The Chamber works with local developers for OKC
A new mixed-use development, “The Half,” is coming to Oklahoma City. The project isn’t the only of its kind under way in the metro, but developers say its central location and unique vendors could entice locals and out-of-towners alike. The story behind the development is indicative of some of the ways the Chamber assists local developers in bringing new concepts to OKC.
According to developer Randy Hogan, the name reflects the location and intent behind the project. The name was chosen to indicate its central location in the metro, more specifically as a halfway destination between downtown Oklahoma City and Edmond. The 52-acre mixed-use development features restaurants, indoor and outdoor activities, corporate offices, water features, three ponds and hotel and apartment space.
“The CEO of American Fidelity reached out to us a couple of years ago,’ said Hogan. “They really felt the need to create something that would be attractive for their employees and would help them recruit millennials and the younger generation. We also felt like it would create a new pocket in Oklahoma City, a new destination location like the East Wharf on Lake Hefner, which would also be a nice asset for Oklahoma City.”
Two or three years and more than 70 plans later, the development was laid out. “Once that happened, we knew we wanted to have two entertainment anchors as a starting point,” said Hogan.
“Flix Brew House, which the Chamber introduced us to at the International Council of Shopping Centers (ICSC) trade show, is a great head start, because it has luxury seats, they brew their own beer, it’s a nine-screen theater, it’s really, really a cool concept,” he said.
The second corporate headquarters slated for The Half is an Oklahoma City mainstay, Dolese. “Dolese was in the market to try and figure out where they wanted to move and they also wanted to be in a project that was attractive to younger people,” said Hogan. “For them it was a big step to come out and be in a new suburban location and they think that will help them when they hire new people.”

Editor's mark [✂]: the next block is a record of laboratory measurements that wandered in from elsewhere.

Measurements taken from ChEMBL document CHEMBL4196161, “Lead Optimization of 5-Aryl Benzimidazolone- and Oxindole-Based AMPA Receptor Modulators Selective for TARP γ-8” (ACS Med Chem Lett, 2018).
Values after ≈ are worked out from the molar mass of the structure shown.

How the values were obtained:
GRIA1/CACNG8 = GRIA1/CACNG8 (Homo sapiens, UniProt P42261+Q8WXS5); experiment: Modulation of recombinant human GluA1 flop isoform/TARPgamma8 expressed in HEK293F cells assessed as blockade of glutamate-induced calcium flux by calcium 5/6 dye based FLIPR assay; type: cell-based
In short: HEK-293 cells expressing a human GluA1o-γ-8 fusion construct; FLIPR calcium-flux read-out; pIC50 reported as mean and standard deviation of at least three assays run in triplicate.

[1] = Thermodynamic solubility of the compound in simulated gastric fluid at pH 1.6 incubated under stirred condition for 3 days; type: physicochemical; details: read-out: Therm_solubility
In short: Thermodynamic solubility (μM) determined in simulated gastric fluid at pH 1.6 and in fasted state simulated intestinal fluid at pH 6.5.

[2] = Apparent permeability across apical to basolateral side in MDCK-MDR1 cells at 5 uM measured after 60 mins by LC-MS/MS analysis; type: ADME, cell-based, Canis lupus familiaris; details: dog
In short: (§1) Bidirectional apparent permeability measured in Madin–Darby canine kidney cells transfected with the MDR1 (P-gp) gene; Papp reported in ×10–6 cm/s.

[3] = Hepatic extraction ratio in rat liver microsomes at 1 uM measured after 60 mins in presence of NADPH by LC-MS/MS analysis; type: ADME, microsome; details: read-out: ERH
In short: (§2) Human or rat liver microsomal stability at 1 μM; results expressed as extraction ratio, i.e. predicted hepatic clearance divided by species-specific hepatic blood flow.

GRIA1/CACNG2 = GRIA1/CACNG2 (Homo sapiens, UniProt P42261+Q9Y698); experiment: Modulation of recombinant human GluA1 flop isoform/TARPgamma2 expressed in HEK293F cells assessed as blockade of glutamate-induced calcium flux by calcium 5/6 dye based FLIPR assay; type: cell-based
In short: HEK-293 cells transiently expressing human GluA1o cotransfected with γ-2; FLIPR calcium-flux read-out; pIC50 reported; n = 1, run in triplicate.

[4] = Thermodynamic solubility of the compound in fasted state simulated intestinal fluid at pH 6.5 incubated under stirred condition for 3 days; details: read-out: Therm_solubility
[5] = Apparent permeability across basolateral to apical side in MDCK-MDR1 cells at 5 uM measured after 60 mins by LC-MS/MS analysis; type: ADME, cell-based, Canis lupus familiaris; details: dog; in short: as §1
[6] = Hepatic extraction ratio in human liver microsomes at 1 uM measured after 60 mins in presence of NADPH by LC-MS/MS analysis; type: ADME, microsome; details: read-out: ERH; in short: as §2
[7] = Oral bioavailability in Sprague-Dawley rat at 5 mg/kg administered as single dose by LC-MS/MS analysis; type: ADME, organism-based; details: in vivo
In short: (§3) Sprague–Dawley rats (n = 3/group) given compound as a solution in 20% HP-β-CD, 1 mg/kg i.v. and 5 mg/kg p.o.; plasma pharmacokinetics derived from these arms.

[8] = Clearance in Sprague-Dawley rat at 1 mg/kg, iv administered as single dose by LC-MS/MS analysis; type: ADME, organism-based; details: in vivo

The next piece of the puzzle was residential. “On the living piece, we’ve known Gary Brooks forever,” said Hogan. “We called him and asked if he’d like to meet. He hasn’t been looking at anything new, since he has a lot going on with the First National Center, but thanks to our relationship he said, ‘sure, why not?’
The second entertainment anchor also came through a Chamber recommendation. “The Chamber introduced us to Chicken N Pickle (a restaurant and pickle ball concept), which I happened to visit during a trip to Kansas City,” said Hogan. “They really liked the site, we just loved what they brought to the table and that checked the box. It’ll be their newest prototype and we’re really excited. They should open by the end of this year.”
The final amenity for the corporate campus is adding a hotel, and the developer expects to announce that addition soon.
Working with Hogan is just an example of the many projects across the city where the Chamber is working with developers to bring new destination retailers to the area. Other examples include Chisholm Creek, where the Chamber assisted in attracting Cabelas, Top Golf and others; Penn Square, working with Container Store; and the OKC Outlets.
“We work very hard to provide information to clients considering our market that helps them decide they want to be in Oklahoma City,” explained Tammy Fate, the Chamber’s Senior Manager of Retail Development. “Once they begin looking seriously at the market and become interested in locations, we introduce them to the developers. We have great partners in all of these developments who then work with these clients to make the real estate deal work for them and eventually bring these new amenities to the market.”
Alternatively, sometimes the project comes first to the developer, and the Chamber provides technical support and resources. “The Chamber has access to valuable data and resources that help demonstrate the market for a client,” Fate continued. “We are really here to be a support in any way that we can.”
“The assistance the Chamber provides really is important,” said Hogan. “We don’t have 50 employees or a marketing arm, per se. It’s hands-on. So to have the Chamber working with us is vital. ICSC [RECon] is a great example. The Chamber booth provides a meeting place and a means of introduction that’s extremely important. We’ve had really, really good success in those meetings. I really believe that, because the Chamber has a windshield where they see a lot of activity that we may not see, particularly for people from out-of-state having an interest in Oklahoma City, it really has a meaningful impact.”